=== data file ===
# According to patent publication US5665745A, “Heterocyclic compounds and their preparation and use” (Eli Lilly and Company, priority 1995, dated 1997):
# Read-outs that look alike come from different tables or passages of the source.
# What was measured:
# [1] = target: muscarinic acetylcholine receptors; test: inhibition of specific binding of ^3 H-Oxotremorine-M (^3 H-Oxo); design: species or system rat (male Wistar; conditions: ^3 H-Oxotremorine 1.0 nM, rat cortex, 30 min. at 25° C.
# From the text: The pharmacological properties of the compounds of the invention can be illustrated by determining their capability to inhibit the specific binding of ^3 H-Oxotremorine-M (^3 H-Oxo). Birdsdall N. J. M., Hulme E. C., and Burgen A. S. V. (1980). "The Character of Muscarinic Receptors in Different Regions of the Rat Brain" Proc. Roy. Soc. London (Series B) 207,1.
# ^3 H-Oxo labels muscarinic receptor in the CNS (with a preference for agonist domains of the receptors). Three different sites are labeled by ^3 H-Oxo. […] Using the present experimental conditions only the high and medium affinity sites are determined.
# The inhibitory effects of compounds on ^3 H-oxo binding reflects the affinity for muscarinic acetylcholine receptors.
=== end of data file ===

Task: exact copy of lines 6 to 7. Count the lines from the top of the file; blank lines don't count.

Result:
# ^3 H-Oxo labels muscarinic receptor in the CNS (with a preference for agonist domains of the receptors). Three different sites are labeled by ^3 H-Oxo. […] Using the present experimental conditions only the high and medium affinity sites are determined.
# The inhibitory effects of compounds on ^3 H-oxo binding reflects the affinity for muscarinic acetylcholine receptors.